News Flash! Genetically engineered mosquitoes created by British scientists to combat viral diseases mutate into toothy flying killing machines.
Well, it seemed like a good idea in theory. A British biotech firm with ties to Oxford University developed a methodology to breed mosquitoes whose DNA had been altered using genes from coral and cabbage and proteins from E. Coli bacteria and herpes virus. The thinking was that this combination would suppress breeding because when the altered male mates with a normal female, the resulting larvae will die. This in turn would suppress the incidence of two serious mosquito borne diseases, dengue and chikungunya. To test the effectiveness of the plan, the mosquitoes were released in Key Haven, a secluded development of million-dollar homes near Key West in Florida.
What the scientists did not foresee was a sequence of events that would ultimately lead to calamity as they did not take into account the consequences of introducing a toxic cocktail of genes from animals, plants, bacteria and viruses into the environment. As fate would have it, a freak offshore storm blew in unexpectedly and propelled the GMO mosquitoes off towards the Everglades where they quickly settled in among the foliage. A few stray females that were inadvertently included in the brood began their quest for blood. With no humans in sight, the females proceeded to bite the resident crocodiles. So, what happens when a recombinant DNA experiment involving a mosquito, a crocodile and a cabbage goes awry?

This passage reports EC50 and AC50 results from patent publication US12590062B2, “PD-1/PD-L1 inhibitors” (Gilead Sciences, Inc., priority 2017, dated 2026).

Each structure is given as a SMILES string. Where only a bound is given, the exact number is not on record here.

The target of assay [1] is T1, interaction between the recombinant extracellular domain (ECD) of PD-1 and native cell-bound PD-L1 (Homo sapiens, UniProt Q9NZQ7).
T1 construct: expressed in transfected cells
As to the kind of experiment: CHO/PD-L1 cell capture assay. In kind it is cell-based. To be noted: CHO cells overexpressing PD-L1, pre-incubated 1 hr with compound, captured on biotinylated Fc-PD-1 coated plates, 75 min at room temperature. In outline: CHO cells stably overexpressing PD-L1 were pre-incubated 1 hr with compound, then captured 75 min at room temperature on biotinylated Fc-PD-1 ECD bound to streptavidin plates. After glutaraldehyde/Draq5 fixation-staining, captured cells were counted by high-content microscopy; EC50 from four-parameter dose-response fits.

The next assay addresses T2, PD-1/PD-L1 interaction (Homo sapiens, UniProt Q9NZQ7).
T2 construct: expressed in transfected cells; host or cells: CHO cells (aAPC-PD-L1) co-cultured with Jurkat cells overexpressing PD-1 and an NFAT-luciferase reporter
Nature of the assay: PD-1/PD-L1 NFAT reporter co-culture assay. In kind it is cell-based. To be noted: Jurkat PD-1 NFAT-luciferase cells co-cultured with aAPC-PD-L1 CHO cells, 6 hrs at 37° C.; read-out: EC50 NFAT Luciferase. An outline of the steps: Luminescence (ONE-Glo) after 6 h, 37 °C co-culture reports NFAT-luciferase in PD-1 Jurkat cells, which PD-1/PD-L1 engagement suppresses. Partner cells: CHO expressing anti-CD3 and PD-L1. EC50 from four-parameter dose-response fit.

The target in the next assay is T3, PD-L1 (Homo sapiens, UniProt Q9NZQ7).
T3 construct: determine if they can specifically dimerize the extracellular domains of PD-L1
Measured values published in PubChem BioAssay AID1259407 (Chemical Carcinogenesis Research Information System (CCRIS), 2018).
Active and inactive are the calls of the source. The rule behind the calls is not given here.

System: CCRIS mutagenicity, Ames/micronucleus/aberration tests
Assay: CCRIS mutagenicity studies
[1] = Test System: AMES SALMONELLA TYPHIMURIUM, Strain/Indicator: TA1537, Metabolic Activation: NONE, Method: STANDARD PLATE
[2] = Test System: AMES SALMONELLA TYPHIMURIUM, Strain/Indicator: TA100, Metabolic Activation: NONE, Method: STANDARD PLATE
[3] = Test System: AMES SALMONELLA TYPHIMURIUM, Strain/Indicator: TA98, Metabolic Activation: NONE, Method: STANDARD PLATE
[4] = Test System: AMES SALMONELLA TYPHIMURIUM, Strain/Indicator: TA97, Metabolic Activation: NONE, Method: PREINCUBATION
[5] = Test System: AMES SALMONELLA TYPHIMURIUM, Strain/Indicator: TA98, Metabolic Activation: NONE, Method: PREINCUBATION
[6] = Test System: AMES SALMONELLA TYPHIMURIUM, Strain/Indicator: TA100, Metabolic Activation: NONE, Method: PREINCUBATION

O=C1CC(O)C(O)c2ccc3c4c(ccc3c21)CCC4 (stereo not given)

Aedes aegypti + Crocodylus acutus + Brassica oleracea = Crocsquito Apocalypse!!!
It wasn’t long before crocodile hatchlings began to exhibit characteristics of all the genes that had been injected into the GMO altered mosquitoes. They grew long sharp proboscises and stout wings with veined structures similar to cabbage leaves. They soon took to the air seeking nourishment. Attracted by the dazzling display of brightly colored Hawaiian shirts combined with the aroma of thousands of backyard barbecues, the mutants headed straight for Fort Lauderdale to feast on the flesh of terrified tourists.
Even those fortunate enough to escape serious injury from the crocsquito’s sharp crushing jaws, there is still the likelihood of acquiring a nasty case of herpes from the beast’s infectious saliva.
Illustration by Kim Harris
Story by Don Rudisuhle